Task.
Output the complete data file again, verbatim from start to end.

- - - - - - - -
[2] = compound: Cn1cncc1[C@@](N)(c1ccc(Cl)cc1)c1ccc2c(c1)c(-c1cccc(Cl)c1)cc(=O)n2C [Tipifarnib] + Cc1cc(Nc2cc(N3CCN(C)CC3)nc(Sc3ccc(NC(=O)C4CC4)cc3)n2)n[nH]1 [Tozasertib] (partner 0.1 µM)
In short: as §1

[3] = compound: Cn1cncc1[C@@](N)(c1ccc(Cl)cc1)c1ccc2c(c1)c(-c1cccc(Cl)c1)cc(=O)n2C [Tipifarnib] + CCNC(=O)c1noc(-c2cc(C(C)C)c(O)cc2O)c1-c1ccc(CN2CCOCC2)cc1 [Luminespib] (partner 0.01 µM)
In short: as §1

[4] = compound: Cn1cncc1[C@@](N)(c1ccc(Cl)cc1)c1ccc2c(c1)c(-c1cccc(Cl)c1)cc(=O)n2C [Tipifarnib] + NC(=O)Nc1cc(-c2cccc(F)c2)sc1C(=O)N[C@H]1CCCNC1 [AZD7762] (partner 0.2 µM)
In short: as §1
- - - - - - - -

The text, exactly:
[2] = compound: Cn1cncc1[C@@](N)(c1ccc(Cl)cc1)c1ccc2c(c1)c(-c1cccc(Cl)c1)cc(=O)n2C [Tipifarnib] + Cc1cc(Nc2cc(N3CCN(C)CC3)nc(Sc3ccc(NC(=O)C4CC4)cc3)n2)n[nH]1 [Tozasertib] (partner 0.1 µM)
In short: as §1

[3] = compound: Cn1cncc1[C@@](N)(c1ccc(Cl)cc1)c1ccc2c(c1)c(-c1cccc(Cl)c1)cc(=O)n2C [Tipifarnib] + CCNC(=O)c1noc(-c2cc(C(C)C)c(O)cc2O)c1-c1ccc(CN2CCOCC2)cc1 [Luminespib] (partner 0.01 µM)
In short: as §1

[4] = compound: Cn1cncc1[C@@](N)(c1ccc(Cl)cc1)c1ccc2c(c1)c(-c1cccc(Cl)c1)cc(=O)n2C [Tipifarnib] + NC(=O)Nc1cc(-c2cccc(F)c2)sc1C(=O)N[C@H]1CCCNC1 [AZD7762] (partner 0.2 µM)
In short: as §1